Northern Illinois University Blocks Students’ Access to Harmful Sites, For ‘Civility’

Northern Illinois University is restricting students’ access to certain websites. For their own good, of course. The internet is a dangerous place, and we wouldn’t want students inadvertently coming across something controversial, now would we?

Students who attempt to visit an unauthorized site through the campus network are redirected to a creepy“Web Page Access Warning.” The “warning” is that the students are about to go somewhere that probably violates NIU internet policy. One student reported the policy to Reddit after he received a warning for trying to access the Westboro Bapist Church’s Wikipedia page. That’s right, its Wikipedia page.

NIU cites “common sense, decency, ethical use, civility, and security,” as its various rationales for the policy. Yes, a public institution of higher learning believes that it is just common sense—and ethical—to dissuade students from visiting websites deemed harmful by administrators.

Susan Kruth of the Foundation for Individual Rights in Education writes that NIU’s internet policy is laughably unconstitutional:

Feminism at work: College men increasingly wary and mistrustful of college women.

The consequences of rape culture hysteria and an epidemic of false rape cries at colleges



visiting a female escort or a  sex worker is a lot safer!


As former social chair of the Sigma Chi fraternity at Harvard University, Malik Gill wants to appear especially welcoming to girls who come to the house for parties.

Yet, Gill, who starts his junior year in a few weeks, says he won’t be offering a female classmate a beer.

“I don’t want to look like a predator,” the 20-year-old economics major said. “It’s a little bit of a blurred line.”

Sex and relationships are always tricky terrain for college students. Those arriving this year are finding schools awash in complaints and headlines about sexual assault and responding with programs aimed at changing campus culture that has been blamed for glorifying dorm-bed conquests, excusing rape and providing a safe haven for assailants. For many young men, it’s an added dimension in a campus scene that already appears daunting, said William Pollack, a Harvard Medical School psychologist.






Michael Brown


IfTheyGunnedMeDown-Michael-Brown #IfTheyGunnedMeDown: Michael Brown

Michael Brown (1996?-2014), an American student, was yet another unarmed Black person killed by the police. On Saturday afternoon, August 9th 2014, the police gunned down Brown in broad daylight in Ferguson, Missouri. The police let his body lie there for hours. Days of protest have followed, turning violent Sunday night.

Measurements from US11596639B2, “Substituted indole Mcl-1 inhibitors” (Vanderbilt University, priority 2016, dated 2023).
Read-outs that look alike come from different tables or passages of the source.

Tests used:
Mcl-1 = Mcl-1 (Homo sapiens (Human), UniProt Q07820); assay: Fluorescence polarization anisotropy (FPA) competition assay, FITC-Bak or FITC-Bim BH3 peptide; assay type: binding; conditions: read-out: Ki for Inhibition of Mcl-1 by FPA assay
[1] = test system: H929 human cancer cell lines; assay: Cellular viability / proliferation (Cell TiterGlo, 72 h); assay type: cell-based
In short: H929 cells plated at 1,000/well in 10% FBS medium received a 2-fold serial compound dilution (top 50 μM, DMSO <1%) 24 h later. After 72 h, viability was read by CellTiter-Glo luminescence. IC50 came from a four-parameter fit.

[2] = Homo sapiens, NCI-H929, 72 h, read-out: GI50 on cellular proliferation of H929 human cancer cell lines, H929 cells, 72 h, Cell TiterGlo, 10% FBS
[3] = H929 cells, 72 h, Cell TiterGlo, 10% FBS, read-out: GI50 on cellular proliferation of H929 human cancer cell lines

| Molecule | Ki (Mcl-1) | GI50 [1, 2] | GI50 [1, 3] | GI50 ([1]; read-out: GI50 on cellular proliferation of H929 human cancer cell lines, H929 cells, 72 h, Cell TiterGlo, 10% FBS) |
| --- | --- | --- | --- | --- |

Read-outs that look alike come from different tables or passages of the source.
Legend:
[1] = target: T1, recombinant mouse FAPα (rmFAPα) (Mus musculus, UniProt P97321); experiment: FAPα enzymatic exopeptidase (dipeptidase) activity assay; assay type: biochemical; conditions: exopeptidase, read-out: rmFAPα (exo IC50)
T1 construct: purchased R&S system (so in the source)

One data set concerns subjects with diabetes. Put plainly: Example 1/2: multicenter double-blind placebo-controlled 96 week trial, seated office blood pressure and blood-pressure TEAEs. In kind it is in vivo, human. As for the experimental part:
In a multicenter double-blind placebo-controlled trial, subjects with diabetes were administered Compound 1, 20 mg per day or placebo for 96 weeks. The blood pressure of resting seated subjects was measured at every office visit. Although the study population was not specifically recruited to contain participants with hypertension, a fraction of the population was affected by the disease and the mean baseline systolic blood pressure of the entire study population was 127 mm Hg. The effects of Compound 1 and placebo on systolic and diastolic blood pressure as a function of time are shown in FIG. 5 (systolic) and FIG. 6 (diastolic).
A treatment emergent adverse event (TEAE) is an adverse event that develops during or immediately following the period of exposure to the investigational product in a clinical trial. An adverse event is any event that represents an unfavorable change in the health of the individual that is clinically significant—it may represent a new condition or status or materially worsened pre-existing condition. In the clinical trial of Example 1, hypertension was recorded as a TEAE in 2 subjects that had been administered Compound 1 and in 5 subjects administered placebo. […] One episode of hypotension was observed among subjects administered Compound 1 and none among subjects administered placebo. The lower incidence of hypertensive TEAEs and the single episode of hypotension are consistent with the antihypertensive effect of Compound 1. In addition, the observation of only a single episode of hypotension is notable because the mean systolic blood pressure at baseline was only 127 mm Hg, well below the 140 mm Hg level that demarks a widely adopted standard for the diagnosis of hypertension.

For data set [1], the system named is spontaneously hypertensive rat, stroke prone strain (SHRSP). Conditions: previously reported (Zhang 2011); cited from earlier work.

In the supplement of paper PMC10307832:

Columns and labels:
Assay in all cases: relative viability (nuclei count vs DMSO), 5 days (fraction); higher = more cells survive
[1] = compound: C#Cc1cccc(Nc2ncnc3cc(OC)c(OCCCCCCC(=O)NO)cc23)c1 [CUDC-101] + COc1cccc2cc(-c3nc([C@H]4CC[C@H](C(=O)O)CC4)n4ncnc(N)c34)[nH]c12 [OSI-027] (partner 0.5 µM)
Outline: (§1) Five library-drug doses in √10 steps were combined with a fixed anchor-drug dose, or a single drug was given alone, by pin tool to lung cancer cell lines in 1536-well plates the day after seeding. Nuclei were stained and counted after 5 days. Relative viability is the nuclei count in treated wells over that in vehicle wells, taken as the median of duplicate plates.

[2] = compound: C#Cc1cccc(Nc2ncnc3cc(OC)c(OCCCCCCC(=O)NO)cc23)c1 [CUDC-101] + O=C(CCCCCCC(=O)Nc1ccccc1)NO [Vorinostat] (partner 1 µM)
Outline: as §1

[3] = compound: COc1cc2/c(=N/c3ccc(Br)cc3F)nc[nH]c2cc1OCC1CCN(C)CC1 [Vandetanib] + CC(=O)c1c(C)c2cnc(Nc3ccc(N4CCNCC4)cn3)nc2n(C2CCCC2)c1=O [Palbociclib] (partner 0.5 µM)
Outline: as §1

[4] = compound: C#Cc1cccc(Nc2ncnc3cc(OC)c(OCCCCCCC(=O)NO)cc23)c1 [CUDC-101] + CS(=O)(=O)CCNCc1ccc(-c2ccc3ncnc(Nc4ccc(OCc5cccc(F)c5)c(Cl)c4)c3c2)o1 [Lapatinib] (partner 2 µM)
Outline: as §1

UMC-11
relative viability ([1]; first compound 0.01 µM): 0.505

According to eyewitnesses: Brown and his friend Dorian Johnson were walking down the street when a police officer drove by and told them to “get the fuck on the sidewalk.” When they did not, the police officer backed up his car. When he had trouble getting out of his car, he took Brown by the neck, choking him and reached for his gun. The gun went off, the officer was bleeding. Brown and Johnson ran for their lives. The officer got out of his car and shot Brown. Brown turned, fell to his knees with his hands up…

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Aussie university cancels Islamic activist’s speech


An Australian university has cancelled a planned lecture by a Muslim activist after it discovered he had links to an international extremist group.

Uthman Badar is the Australian spokesman for international group Hizb Ut-Tahrir (Party of Liberation), which seeks a caliphate – or Islamic state – based on Sharia Law.

He had sparked outrage in Sydney recently when he planned to give a talk at an arts festival titled “Honour Killings are Justified”.

He had been invited by the University of Western Australia’s Muslim Students Association at a lecture titled “The Crisis in Gaza” on Saturday.


The association’s Nazim Khan reportedly said he was not aware of Badar’s links to the radical group when he booked the activist.

He said the association moved quickly to cancel Badar’s attendance when it was made aware of his views.

“The booking was made by one of our trusted associates from outside the university… and we did not do our due diligence,” Khan was quoted as saying by The West Australian.

“When we found out who the speaker was and his background we chose to cancel it.”

In a letter to the university’s vice-chancellor, Paul Johnson, the association’s executive officer wrote: “I want to inform you that I am cancelling the talk scheduled for this Saturday at UWA by Uthman Badar.

“We expect anyone who comes to the university – whether they are a member of staff, a student or visitor – to abide by the university’s code of ethics and code of conduct.”

Those ethics included “very clear ethical principals about equity, justice, respect for people and a commitment to diversity”.

Anti-Islamic tensions have risen in Australia in recent weeks, leading Prime Minister Tony Abbott to meet with some groups in Melbourne to discuss their travel bans.

Some Muslim groups last week said they were boycotting the well-established Sydney Morning Herald newspaper after it suspended a columnist who swore at readers complaining about his opinion piece and an accompanying cartoon about the war in Gaza.